Almost 120,000 people voted early in the Democratic primary in Dallas County. This is an astounding number. It’s more people than voted overall in many of the recent city elections, and it’s about half the total that voted early in the 2000 presidential election, which was just a bit historic.

But that’s not the only interesting snippet from the early voting numbers. More than 31,000 voted early in the Republican primary, which is no small total either. That’s almost half the overall turnout in the first round of the mayoral elections last spring. Plus, since early voting is one quarter to one-third of the total turnout, we could have 100,000 people vote in the GOP primary in Dallas County.

And I still can’t figure out which race brought them to the polls.

Still, it is the Democratic numbers that have attracted so much attention. No less a personage than Carolyn Barta at Dallas Blog has noticed, wringing her hands over the Democratic turnout at the normally Republican Fretz Park early voting location. As noted here last week when I wrote about the Democratic turnout at Fretz Park (as well as other Republican outposts), George Bush beat John Kerry 2 to 1 in 2004 in many parts of North Dallas.

You can read whatever you like into this turnout: Proof that Dallas County has officially turned Democratic, that many GOP types are voting in the Democratic primary either for or against Hillary (I’ve heard it both ways), or that it’s just an election with a lot of interest. After all, we don’t often see a black man and a woman as the two leading candidates for a major party’s nomination for president.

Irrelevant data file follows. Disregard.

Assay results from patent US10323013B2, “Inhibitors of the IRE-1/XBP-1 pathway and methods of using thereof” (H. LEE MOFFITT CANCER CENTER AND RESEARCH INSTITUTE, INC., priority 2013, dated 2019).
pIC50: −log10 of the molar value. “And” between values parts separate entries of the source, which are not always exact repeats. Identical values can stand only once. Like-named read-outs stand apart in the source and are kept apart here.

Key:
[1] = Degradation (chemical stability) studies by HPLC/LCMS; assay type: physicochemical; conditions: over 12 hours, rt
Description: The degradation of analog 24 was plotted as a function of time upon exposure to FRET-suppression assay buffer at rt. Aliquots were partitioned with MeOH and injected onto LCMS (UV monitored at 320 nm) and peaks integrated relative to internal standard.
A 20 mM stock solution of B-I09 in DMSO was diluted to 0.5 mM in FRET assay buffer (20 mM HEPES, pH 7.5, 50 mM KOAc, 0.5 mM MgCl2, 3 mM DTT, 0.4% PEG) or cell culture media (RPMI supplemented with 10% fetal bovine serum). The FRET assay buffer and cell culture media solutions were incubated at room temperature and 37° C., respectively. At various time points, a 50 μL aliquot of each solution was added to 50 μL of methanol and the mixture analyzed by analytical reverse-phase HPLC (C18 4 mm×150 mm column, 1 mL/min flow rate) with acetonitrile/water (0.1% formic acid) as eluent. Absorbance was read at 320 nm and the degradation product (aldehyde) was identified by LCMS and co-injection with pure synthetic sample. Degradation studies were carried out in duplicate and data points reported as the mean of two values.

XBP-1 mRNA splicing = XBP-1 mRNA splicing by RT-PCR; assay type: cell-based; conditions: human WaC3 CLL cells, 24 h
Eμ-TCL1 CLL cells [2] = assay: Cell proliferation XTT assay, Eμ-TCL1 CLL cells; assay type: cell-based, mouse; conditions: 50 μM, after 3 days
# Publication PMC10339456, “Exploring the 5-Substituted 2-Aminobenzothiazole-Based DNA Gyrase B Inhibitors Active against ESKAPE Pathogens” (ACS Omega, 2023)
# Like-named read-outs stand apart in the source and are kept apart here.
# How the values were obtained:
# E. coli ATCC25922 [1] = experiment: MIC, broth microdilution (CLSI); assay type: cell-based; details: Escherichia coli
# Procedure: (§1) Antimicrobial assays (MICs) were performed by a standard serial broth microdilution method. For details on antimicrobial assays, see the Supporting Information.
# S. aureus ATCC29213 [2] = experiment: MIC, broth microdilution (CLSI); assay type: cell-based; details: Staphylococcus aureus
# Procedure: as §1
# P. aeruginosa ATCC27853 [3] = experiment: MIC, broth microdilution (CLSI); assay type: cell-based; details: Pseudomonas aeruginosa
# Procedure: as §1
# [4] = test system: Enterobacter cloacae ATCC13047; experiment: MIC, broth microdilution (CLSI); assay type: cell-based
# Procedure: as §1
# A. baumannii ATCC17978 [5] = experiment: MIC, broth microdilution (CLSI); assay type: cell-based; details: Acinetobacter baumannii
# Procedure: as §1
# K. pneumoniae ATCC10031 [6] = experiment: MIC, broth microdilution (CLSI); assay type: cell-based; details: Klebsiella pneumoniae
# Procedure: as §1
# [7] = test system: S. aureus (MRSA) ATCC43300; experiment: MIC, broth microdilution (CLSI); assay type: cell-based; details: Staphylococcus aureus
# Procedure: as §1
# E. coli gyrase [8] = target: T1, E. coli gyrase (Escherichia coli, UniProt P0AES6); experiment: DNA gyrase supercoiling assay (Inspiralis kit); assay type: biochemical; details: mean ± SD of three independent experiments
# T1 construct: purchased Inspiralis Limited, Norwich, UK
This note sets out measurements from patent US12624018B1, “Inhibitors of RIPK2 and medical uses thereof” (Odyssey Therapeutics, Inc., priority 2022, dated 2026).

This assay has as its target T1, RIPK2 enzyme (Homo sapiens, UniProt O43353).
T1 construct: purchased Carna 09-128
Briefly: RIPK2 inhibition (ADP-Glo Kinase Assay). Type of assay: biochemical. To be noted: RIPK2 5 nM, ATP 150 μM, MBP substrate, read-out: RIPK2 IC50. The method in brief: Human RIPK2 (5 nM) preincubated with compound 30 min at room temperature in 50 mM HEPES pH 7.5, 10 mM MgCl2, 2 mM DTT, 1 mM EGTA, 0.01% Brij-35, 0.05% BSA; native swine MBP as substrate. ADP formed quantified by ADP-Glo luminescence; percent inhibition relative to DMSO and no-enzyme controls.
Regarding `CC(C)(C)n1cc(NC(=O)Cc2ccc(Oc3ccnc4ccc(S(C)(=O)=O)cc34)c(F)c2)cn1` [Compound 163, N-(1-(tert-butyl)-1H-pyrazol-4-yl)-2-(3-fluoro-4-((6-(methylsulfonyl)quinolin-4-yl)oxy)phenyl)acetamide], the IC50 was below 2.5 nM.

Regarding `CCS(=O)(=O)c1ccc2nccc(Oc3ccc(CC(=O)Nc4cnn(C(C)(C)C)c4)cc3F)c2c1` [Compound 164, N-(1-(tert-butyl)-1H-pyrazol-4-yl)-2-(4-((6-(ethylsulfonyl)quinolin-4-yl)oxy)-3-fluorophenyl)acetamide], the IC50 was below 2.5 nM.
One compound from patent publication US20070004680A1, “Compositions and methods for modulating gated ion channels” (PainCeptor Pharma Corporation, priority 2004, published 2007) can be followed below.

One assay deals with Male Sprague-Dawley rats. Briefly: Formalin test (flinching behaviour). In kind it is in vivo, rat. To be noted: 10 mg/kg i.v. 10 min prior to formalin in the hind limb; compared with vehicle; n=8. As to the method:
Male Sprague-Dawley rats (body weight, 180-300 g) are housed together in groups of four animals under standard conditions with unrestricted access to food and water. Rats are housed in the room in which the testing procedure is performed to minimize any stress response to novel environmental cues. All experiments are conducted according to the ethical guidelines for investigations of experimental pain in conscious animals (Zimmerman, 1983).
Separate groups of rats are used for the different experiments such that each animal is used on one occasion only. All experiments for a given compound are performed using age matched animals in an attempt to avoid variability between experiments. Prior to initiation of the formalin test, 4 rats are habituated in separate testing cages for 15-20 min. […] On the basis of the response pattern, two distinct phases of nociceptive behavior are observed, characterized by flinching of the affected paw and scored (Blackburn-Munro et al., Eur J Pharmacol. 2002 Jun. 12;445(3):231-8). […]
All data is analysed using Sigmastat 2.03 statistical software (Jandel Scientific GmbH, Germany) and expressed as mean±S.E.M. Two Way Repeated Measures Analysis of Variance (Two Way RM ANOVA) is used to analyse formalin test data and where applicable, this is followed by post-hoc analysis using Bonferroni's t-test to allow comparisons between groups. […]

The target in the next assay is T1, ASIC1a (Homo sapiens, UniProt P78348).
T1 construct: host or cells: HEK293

Perhaps the best analysis came in the Houston Chronicle, which looked at similar numbers in the Houston area. Their expert said that much of the turnout can be traced to voters who were Republicans, or Democrats who normally didn’t vote in primaries, but both of whom wanted to vote in the Democratic presidential primary.

The expert also noted that these new voters should benefit Barack Obama, save for this fact: 69 percent of the early vote was cast by people older than 40, and 41 percent of the votes were from older women. Obama’s target demographic is younger than 40.

Traditionally, early voting favors establishment candidates and issues. Which would seem to indicate that Hillary will benefit from all this turnout. But, as the above link says, maybe not. How else to explain an election where early Democrats outvoted early Republicans at Fretz Park by more than 2 to 1?

One other note: My phone rang off the hook all weekend, with both recorded pleas to vote for someone and a couple of real people asking me to support their candidate. I hung up on the recorded calls, as I always do, and I told the real people that one of the things that makes the U.S. so great is that I don’t have to tell anyone who I’m going to vote for.